How real is the threat of regulatory overreach and higher taxation for Bitcoin? If powerful Western governments want to knock Bitcoin down a peg as it prepares to roll out digital versions of the dollar and euro, what’s to stop them from trying to punish it through stricter rules and higher taxes?
This week might go down as one of the key markers in Bitcoin history. The International Monetary Fund warned El Salvador to do away with its Bitcoin-as-legal-tender policy. And President Biden saying new rules for Bitcoin and cryptocurrencies are coming soon.
It’s one thing for the President of the United States to tell the public that new regulations are coming in its home market. But what’s this with the IMF telling a sovereign nation what to do with its currency policy? It’s not like El Salvador is borrowing money from the IMF in Bitcoin. The Powers-that-Be are anxious. They cannot roll out their central bank digital currencies fast enough. And decentralized crypto is gaining power.
The UK’s former Health Minister, Matt Hancock, wrote in an op-ed in City A.M. on Friday that, “the mainstream arrival of cryptocurrencies is set to shake the foundations of banking… the centuries-old idea you need a bank to make a payment is coming to an end.”
Why a Health Minister is writing on this, I have no idea. But the likelihood is strong that this is water cooler chatter in London. A new banking model is taking shape. The old model wants its own digital currency to control. Bitcoin, others, are out of its control. For them, this can’t be good.
Therefore, if you are of the mind that Central Banks want to kill Bitcoin (and all the alt-coins along with it), then how would they do that?
I have been worried about central bank digital currencies eventually replacing demand and interest in Bitcoin. However, everyone I speak to about it is not as worried as I am.
Now I have something knew I’m worrying about — a new risk, perhaps, for us crypto investors. If the U.S. or any government wanted to punish Bitcoin in favor of its own digital dollar, one way to go about it would be to increase taxation on crypto investments.
Is such a thing even possible?
Yes, it is.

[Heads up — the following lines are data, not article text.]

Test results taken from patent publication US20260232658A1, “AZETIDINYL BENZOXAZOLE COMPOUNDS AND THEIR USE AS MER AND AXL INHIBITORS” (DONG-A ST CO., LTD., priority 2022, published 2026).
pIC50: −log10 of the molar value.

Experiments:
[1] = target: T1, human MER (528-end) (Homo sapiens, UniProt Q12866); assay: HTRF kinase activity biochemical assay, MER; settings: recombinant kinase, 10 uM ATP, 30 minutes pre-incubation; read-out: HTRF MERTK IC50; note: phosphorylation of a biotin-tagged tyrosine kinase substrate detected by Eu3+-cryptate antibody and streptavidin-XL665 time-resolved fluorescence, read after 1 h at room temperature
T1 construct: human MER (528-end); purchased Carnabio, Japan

(Nod to Ancient Aliens fans.)
“What the administration would do is crack down on Coinbase and others and use regulations to make it so onerous for the exchanges, especially if Biden is going to call it a matter of national security,” speculates Vladimir Signorelli, founder of investment research firm Bretton Woods Research and a Bitcoin investor. “If they increased taxes, treated it differently, it would be unfortunate. It would be terrible.”
Regulatory Whispers & Taxation
The White House is developing a new digital securities strategy, expected to be issued as an Executive Order (EO). This means it lasts only as long as Biden is in power, or a new president agrees with its premise. A finalized copy of the new rules is expected at some point in February.
The EO will elaborate on a new regulatory framework and is expected to highlight how the White House views Bitcoin as a potential national security risk to the dollar.
The International Business Times reported on January 24 that the EO will “direct federal agencies to weigh risks and opportunities of these assets and submit their reports by the second half of the year.”
So, none of this happens overnight. Investors will have time to think this over.
“I think Biden will use an executive order to bring heavier taxes on Bitcoin,” says Dragostin Kozhuharov, owner of ComperBroker.io.
Biden, himself, has said very little about Bitcoin. Or digital assets, in general.
Meanwhile, the Fed issued its report on their digital dollar — whereas the Fed becomes your bank if you opt-in to having a digital dollar wallet — and has invited public comments by May 20.
Worth noting, the House of Lords in the U.K. shot down this idea of a digital pound two weeks ago. It’ll be back, eventually.
Another issue that could pull the rug out from under Bitcoin in particular, and maybe even Ethereum in the short term, is the Biden team is concerned that mining for cryptocurrencies takes up too much electricity and is therefore bad for Mother Earth. Unlike printing dollars. That is not as bad for the planet.